Focal Reducers and Macro Photography

Discussion in 'Adapted Lenses' started by ibd, Aug 6, 2017.

  1. ibd

    ibd Mu-43 Regular

    90
    Jun 5, 2016
    Hey there!

    I was wondering if pairing a macro lens, for example the Vivitar 105mm f2.5, with a focal reducer would make sense.
    - Will the maximum reproduction ratio / magnification be preserved? For example, if the original lens goes to 1:1, would one paired with a 0.7x speed booster only go to 1:1.4 (calculated as 1/0.7)? My reasoning behind this is that the focal reducer effectively makes the projected image smaller, thus losing the original magnification ratio. However, I am not sure how the optics work exactly.
    - Since macro lenses are often used stopped down to get some usable depth of field, and focal reducers make the lens faster, would it even be desirable to use a focal reducer? My reasoning is that it would be desirable because it can make the lens sharper. Also not sure if the diffraction limit would be affected at all, I think it is purely given by the sensor characteristics (sensor size and pixel count).

    If anyone has any experience with this kind of setup, please share it!

    Cheers
    ibd
     
    Last edited: Aug 6, 2017
  2. magIBIS

    magIBIS Mu-43 Regular Subscribing Member

    88
    Jun 8, 2016
    Central Europe
    I'm no expert here, but try some basic logic - more knowledge (and not assumptions like mine) will follow by some other for sure. Meanwhile...
    The lens specification does not change at all.
    A simple adapter gives you the same characteristic of the picture, like a 2x crop of the intended lens spec. So a macro lens with 1:1 on 35mm will give you a 2x bigger magnification on 4/3 sensor in the first place, on the expense of light loss and possible loss of detail.
    The focal reducer will bring back some light and can improve the details on the expense of some magnification. Usually you gain a stop of absolute light and will loose half of the magnification. The details might improve in a 100% view but if that will be the same with cropping to the same magnification as with a simple adapter is not probable.
    On the other hand, looking at the full picture: it gains probably details and you can stop down the lens. So if the still bigger magnification than on the 35mm film is good enough for you, you get a nice compromise with bigger dof than with the simple adapter.
    A focal reducer is a option, not a 100% better solution to a simple adapter.
    (edited for missunderstanding)
     
    Last edited: Aug 6, 2017
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  3. bikerhiker

    bikerhiker Mu-43 All-Pro

    Dec 24, 2013
    Canada
    David
    Hi,

    Yes, you will loose the original magnification and reproduction ratio because the angle of view had changed and thus your focusing distance will change as well. I own a 55mm f/3.5 Micro-Nikkor (one of Nikon's sharpest macro lens) mated to a focal reducer and it does make the lens so sharp and more contrasty as opposed to my native Panasonic Leica 45mm Macro which does 1:1. My Micro-Nikkor does 1:2. I rarely use the Micro-Nikkor now, but was thinking of converting it to a slide duplicator btw because of its super sharp resolving power..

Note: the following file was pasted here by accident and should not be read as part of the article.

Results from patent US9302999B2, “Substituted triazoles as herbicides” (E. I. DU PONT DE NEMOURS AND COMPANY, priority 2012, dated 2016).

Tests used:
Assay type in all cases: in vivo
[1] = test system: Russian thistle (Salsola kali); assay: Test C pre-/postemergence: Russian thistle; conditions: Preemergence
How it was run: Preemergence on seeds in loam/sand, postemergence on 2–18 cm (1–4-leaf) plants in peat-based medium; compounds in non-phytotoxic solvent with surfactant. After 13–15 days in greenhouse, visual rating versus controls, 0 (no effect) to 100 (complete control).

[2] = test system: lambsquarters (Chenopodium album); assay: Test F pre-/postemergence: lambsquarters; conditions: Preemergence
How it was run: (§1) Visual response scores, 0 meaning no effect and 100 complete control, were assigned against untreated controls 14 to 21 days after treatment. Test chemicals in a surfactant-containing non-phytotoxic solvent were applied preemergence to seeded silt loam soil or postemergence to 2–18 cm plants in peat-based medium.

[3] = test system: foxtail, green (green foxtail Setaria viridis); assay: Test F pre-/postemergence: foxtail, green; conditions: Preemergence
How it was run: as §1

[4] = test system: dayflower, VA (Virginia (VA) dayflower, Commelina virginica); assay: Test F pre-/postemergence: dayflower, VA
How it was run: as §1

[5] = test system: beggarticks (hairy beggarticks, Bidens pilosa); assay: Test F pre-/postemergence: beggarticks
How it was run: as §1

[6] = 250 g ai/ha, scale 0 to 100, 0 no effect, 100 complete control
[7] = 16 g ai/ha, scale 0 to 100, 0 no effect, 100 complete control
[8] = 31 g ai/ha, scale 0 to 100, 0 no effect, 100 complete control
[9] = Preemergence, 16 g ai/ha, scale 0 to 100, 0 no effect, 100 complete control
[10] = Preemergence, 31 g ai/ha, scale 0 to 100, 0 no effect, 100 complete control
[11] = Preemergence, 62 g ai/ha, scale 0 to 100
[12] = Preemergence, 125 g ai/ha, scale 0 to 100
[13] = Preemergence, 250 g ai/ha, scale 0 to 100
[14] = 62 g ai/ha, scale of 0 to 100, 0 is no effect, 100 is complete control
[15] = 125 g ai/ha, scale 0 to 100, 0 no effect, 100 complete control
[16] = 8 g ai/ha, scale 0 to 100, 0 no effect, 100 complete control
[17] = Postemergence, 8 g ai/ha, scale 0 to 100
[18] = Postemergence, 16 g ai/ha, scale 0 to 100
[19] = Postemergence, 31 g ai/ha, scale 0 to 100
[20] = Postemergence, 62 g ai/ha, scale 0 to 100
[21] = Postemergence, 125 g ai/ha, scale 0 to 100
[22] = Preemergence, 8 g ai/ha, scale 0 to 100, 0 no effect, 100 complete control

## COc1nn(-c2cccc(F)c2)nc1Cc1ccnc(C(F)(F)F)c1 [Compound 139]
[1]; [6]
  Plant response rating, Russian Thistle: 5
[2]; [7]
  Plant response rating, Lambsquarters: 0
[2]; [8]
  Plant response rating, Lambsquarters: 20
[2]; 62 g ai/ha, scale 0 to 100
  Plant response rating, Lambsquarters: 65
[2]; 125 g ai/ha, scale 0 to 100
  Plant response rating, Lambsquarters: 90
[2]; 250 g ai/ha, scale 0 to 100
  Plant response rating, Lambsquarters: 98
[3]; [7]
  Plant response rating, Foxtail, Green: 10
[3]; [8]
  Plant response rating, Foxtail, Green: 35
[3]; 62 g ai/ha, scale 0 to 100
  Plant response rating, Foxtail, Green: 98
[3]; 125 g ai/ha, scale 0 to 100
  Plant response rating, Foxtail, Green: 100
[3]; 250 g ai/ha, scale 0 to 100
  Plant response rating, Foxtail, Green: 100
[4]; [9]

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  4. ibd

    ibd Mu-43 Regular

    90
    Jun 5, 2016
    Interesting. Would the depth of field change when I stop down a lens that is made faster by a focal reducer? In other words, if I reduce a f/2 lens to f/1.4, then stop it down to f/2.8 (to make it effectively f/2 with the reducer), would the optical properties change at all compared to the original f/2 lens? Besides a sharper image maybe, if using a good focal reducer.

    Thank you for the insight. Is the magnification loss proportional to the focal reduction?

    What focal reducer do you recommend? The Metabones might be a bit out of reach for me pricewise. On the other hand, the cheaper alternatives might degrade the picture quality. Is the lens turbo II by Zhongyi still the go-to cheap-ish option or are there better ones available now?
     
  5. bikerhiker

    bikerhiker Mu-43 All-Pro

    Dec 24, 2013
    Canada
    David
    I am not sure if the magnification loss is proportional to the focal reduction, though it does sound logical. I use it with the Zhongyi Lens Turbo and I got as good of a copy as it can be. It's sharp in the centre, but gradually soften on the corners. The Lens Turbo II is better especially with its improved coating which does not show as a red blob when exposed to a strong light source, but the Metabones is the best. Metabones is a bit too much and you're probably be better served to get a dedicated Macro lens instead.

    I bought the Zhongyi because it was then tested to be the 2nd best to the Metabones and it was significantly cheaper. I bought it to adapt 2 full frame lenses, one still in use for astrophotography of the Milky Way. But the Micro-Nikkor languished in my photo bag after since I got a great deal on a used Pana Leica 45mm. I sometimes take out the Micro-Nikkor out with the Zhongyi just to get a unique bokeh look.
     
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  6. magIBIS